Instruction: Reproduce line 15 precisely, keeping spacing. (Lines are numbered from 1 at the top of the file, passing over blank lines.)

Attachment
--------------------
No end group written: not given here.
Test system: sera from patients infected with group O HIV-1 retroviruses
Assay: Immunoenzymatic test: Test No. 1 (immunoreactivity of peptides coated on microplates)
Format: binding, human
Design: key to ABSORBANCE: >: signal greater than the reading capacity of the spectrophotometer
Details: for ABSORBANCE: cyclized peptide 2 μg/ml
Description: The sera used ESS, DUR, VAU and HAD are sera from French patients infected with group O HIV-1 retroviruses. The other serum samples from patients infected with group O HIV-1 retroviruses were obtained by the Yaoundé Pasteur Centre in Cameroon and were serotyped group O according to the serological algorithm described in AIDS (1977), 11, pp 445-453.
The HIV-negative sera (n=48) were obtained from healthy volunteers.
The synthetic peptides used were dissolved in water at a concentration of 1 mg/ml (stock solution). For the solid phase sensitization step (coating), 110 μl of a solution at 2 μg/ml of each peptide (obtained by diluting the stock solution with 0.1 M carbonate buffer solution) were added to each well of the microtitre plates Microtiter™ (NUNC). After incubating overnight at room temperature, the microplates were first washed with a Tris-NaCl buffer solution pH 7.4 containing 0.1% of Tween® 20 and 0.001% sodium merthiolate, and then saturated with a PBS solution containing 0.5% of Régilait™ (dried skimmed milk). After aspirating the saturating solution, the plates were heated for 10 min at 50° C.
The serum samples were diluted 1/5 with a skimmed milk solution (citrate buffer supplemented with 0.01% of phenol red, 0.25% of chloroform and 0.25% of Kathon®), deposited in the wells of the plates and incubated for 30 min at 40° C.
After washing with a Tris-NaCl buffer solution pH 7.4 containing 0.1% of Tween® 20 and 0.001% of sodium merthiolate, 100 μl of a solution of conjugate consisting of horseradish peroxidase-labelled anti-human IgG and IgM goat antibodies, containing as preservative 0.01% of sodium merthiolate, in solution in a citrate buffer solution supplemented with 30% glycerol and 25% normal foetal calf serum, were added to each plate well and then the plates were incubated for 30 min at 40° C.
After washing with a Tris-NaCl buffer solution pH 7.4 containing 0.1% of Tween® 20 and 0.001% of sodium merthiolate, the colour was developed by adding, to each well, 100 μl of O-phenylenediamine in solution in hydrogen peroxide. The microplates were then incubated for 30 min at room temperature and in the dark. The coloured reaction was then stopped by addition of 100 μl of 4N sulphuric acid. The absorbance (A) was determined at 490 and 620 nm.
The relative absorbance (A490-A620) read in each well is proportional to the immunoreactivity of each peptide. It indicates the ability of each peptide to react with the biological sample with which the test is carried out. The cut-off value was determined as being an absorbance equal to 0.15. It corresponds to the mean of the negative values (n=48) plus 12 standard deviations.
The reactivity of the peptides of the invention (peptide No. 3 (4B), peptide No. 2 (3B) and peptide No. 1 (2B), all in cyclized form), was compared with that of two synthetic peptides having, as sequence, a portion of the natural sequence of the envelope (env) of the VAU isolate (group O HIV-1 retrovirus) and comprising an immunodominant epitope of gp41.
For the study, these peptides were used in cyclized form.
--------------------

For the study, these peptides were used in cyclized form.